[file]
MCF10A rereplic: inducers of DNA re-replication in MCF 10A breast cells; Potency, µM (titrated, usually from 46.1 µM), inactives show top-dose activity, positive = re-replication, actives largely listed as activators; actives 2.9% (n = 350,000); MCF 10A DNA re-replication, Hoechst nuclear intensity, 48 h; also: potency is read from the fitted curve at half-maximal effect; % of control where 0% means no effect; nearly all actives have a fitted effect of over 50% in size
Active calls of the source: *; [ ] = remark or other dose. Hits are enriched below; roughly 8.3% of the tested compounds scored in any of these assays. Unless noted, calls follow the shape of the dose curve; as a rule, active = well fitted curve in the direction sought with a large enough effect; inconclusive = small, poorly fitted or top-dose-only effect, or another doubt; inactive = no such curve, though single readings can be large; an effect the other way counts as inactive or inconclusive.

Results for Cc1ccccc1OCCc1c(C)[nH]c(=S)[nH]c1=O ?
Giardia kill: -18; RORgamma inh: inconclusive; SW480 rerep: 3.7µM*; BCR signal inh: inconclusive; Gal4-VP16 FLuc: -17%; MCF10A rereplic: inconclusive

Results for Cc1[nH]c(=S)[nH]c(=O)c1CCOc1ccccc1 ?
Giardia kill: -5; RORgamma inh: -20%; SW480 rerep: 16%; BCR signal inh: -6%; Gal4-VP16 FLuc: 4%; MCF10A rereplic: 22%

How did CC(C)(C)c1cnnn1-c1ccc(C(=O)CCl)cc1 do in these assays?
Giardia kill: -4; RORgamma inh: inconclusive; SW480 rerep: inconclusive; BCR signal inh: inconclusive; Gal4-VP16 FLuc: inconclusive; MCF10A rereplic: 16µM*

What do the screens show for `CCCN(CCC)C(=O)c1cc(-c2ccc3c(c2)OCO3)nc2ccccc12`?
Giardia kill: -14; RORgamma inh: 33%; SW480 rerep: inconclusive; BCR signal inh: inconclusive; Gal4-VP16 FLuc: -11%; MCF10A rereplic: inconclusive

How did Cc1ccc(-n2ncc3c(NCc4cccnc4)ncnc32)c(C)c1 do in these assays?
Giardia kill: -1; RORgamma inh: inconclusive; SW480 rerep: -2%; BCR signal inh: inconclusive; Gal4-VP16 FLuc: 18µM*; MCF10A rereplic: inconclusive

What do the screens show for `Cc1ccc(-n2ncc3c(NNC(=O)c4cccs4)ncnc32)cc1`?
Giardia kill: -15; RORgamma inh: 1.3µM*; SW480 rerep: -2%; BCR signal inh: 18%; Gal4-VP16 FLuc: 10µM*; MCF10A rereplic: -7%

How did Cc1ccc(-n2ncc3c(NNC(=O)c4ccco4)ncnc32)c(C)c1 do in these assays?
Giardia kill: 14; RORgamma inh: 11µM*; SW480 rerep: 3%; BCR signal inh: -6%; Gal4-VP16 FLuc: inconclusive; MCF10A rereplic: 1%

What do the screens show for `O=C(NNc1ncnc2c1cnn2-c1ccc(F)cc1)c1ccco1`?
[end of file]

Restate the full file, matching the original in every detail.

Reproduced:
MCF10A rereplic: inducers of DNA re-replication in MCF 10A breast cells; Potency, µM (titrated, usually from 46.1 µM), inactives show top-dose activity, positive = re-replication, actives largely listed as activators; actives 2.9% (n = 350,000); MCF 10A DNA re-replication, Hoechst nuclear intensity, 48 h; also: potency is read from the fitted curve at half-maximal effect; % of control where 0% means no effect; nearly all actives have a fitted effect of over 50% in size
Active calls of the source: *; [ ] = remark or other dose. Hits are enriched below; roughly 8.3% of the tested compounds scored in any of these assays. Unless noted, calls follow the shape of the dose curve; as a rule, active = well fitted curve in the direction sought with a large enough effect; inconclusive = small, poorly fitted or top-dose-only effect, or another doubt; inactive = no such curve, though single readings can be large; an effect the other way counts as inactive or inconclusive.

Results for Cc1ccccc1OCCc1c(C)[nH]c(=S)[nH]c1=O ?
Giardia kill: -18; RORgamma inh: inconclusive; SW480 rerep: 3.7µM*; BCR signal inh: inconclusive; Gal4-VP16 FLuc: -17%; MCF10A rereplic: inconclusive

Results for Cc1[nH]c(=S)[nH]c(=O)c1CCOc1ccccc1 ?
Giardia kill: -5; RORgamma inh: -20%; SW480 rerep: 16%; BCR signal inh: -6%; Gal4-VP16 FLuc: 4%; MCF10A rereplic: 22%

How did CC(C)(C)c1cnnn1-c1ccc(C(=O)CCl)cc1 do in these assays?
Giardia kill: -4; RORgamma inh: inconclusive; SW480 rerep: inconclusive; BCR signal inh: inconclusive; Gal4-VP16 FLuc: inconclusive; MCF10A rereplic: 16µM*

What do the screens show for `CCCN(CCC)C(=O)c1cc(-c2ccc3c(c2)OCO3)nc2ccccc12`?
Giardia kill: -14; RORgamma inh: 33%; SW480 rerep: inconclusive; BCR signal inh: inconclusive; Gal4-VP16 FLuc: -11%; MCF10A rereplic: inconclusive

How did Cc1ccc(-n2ncc3c(NCc4cccnc4)ncnc32)c(C)c1 do in these assays?
Giardia kill: -1; RORgamma inh: inconclusive; SW480 rerep: -2%; BCR signal inh: inconclusive; Gal4-VP16 FLuc: 18µM*; MCF10A rereplic: inconclusive

What do the screens show for `Cc1ccc(-n2ncc3c(NNC(=O)c4cccs4)ncnc32)cc1`?
Giardia kill: -15; RORgamma inh: 1.3µM*; SW480 rerep: -2%; BCR signal inh: 18%; Gal4-VP16 FLuc: 10µM*; MCF10A rereplic: -7%

How did Cc1ccc(-n2ncc3c(NNC(=O)c4ccco4)ncnc32)c(C)c1 do in these assays?
Giardia kill: 14; RORgamma inh: 11µM*; SW480 rerep: 3%; BCR signal inh: -6%; Gal4-VP16 FLuc: inconclusive; MCF10A rereplic: 1%

What do the screens show for `O=C(NNc1ncnc2c1cnn2-c1ccc(F)cc1)c1ccco1`?